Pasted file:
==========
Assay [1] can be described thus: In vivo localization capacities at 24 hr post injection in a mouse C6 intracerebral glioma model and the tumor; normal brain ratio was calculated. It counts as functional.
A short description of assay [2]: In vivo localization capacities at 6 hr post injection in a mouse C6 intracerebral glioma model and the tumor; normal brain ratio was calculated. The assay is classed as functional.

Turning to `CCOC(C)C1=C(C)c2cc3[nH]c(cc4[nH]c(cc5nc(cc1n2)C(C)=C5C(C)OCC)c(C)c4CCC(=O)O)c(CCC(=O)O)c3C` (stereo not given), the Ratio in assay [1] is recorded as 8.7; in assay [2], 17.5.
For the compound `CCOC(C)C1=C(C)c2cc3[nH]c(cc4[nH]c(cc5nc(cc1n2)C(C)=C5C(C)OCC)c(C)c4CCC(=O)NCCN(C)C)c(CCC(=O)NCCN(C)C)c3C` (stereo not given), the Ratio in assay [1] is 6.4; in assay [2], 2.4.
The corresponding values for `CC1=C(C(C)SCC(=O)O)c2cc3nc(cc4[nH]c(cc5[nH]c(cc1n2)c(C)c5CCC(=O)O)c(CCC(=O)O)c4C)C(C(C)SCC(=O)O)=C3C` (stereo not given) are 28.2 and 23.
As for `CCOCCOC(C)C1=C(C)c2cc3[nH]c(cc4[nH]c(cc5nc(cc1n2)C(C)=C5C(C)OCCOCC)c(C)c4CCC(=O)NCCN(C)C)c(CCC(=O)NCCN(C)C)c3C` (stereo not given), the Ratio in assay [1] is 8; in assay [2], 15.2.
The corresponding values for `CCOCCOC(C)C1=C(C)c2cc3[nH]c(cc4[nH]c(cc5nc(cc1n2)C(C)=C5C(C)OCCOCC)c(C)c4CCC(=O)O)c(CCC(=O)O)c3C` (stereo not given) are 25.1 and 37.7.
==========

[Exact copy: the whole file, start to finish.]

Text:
Assay [1] can be described thus: In vivo localization capacities at 24 hr post injection in a mouse C6 intracerebral glioma model and the tumor; normal brain ratio was calculated. It counts as functional.
A short description of assay [2]: In vivo localization capacities at 6 hr post injection in a mouse C6 intracerebral glioma model and the tumor; normal brain ratio was calculated. The assay is classed as functional.

Turning to `CCOC(C)C1=C(C)c2cc3[nH]c(cc4[nH]c(cc5nc(cc1n2)C(C)=C5C(C)OCC)c(C)c4CCC(=O)O)c(CCC(=O)O)c3C` (stereo not given), the Ratio in assay [1] is recorded as 8.7; in assay [2], 17.5.
For the compound `CCOC(C)C1=C(C)c2cc3[nH]c(cc4[nH]c(cc5nc(cc1n2)C(C)=C5C(C)OCC)c(C)c4CCC(=O)NCCN(C)C)c(CCC(=O)NCCN(C)C)c3C` (stereo not given), the Ratio in assay [1] is 6.4; in assay [2], 2.4.
The corresponding values for `CC1=C(C(C)SCC(=O)O)c2cc3nc(cc4[nH]c(cc5[nH]c(cc1n2)c(C)c5CCC(=O)O)c(CCC(=O)O)c4C)C(C(C)SCC(=O)O)=C3C` (stereo not given) are 28.2 and 23.
As for `CCOCCOC(C)C1=C(C)c2cc3[nH]c(cc4[nH]c(cc5nc(cc1n2)C(C)=C5C(C)OCCOCC)c(C)c4CCC(=O)NCCN(C)C)c(CCC(=O)NCCN(C)C)c3C` (stereo not given), the Ratio in assay [1] is 8; in assay [2], 15.2.
The corresponding values for `CCOCCOC(C)C1=C(C)c2cc3[nH]c(cc4[nH]c(cc5nc(cc1n2)C(C)=C5C(C)OCCOCC)c(C)c4CCC(=O)O)c(CCC(=O)O)c3C` (stereo not given) are 25.1 and 37.7.